Duckett `starting to hit stride' as he enters pivotal season
Tuesday, June 20, 2006
By Graham Couchgcouch@kalamazoogazette.com
T.J. Duckett says he's happy, healthy and just reaching his prime as a National Football League running back.
Satisfied? That he's not.
At 25, four seasons into his career with the Atlanta Falcons, Duckett is looking for a chance to become more than a short-yardage option and a breather for starter Warrick Dunn.
He wants to be the player he and many others envisioned when the Falcons drafted him out of Michigan State with the 18th overall pick in 2002.
``I want to be an every-down-type back, have 20-something carries a game,'' said Duckett, who conducted a youth football clinic Monday at Loy Norrix High School, his alma mater. ``If I keep working hard, it'll come. I'd like it to come in Atlanta at some point.''
Whether is does likely will depend greatly on the next six months. Duckett is entering the final season of his rookie contract, a six-year $6.2 million deal (the last, incentive-based year was voided), and coming off his worst statistical season as a professional (380 yards; 3.1 yards per carry in 2005).
Reports in the Atlanta media have even mentioned Duckett's name in trade rumors.
Duckett, at least publicly, isn't concerned about what he can't control.
``I haven't put much thought into (going elsewhere). I have to do my job, that's all I can control right now,'' Duckett said. ``I can't ever think about that.''
He won't use the Falcons' West Coast offense -- which isn't designed around a power runner such as the 6-foot, 250-pound Duckett -- as an excuse. And he won't admit he can't thrive in it, or any offense for that matter.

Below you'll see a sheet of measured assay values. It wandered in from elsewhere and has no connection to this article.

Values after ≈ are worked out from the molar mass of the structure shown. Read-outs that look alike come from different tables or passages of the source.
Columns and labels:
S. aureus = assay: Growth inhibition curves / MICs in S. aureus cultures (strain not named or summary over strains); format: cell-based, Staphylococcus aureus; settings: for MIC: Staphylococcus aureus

``You have your certain plays,'' Duckett said. ``If you're a football player you have to adjust, that's all.''
The blips in Duckett's trek to NFL stardom don't seem to have dampened his happiness. He said he loves the city of Atlanta, the Falcons' organization -- from his teammates to ownership -- and says so repeatedly without hesitation.
Duckett's off-field life, he says, consists of a tight circle of friends, many of which he grew up with, and, regardless of what happens between the hash marks in Atlanta, he has become an icon in Kalamazoo.
Monday, he gained a slew of young admirers at his clinic, which cost Duckett his voice but was free to the campers.
``Now I see some of the stresses we put the coaches through,'' Duckett said, jokingly. ``I think the kids need (the camp). I had it when I was young and I think it made a difference.''
Duckett is scheduled to head back to Atlanta today. There, away from the town that loves him unconditionally, he'll continue to prepare for training camp, which opens July 27.
He seems aware of what's at stake.
``I'm just starting to hit my stride,'' Duckett said. ``I've learned a lot the last couple of years. I've learned a lot I didn't know as a young player.''
And it's left him hungry.
``Until I'm a Pro Bowler and win a ring, I'll never be satisfied,'' he said.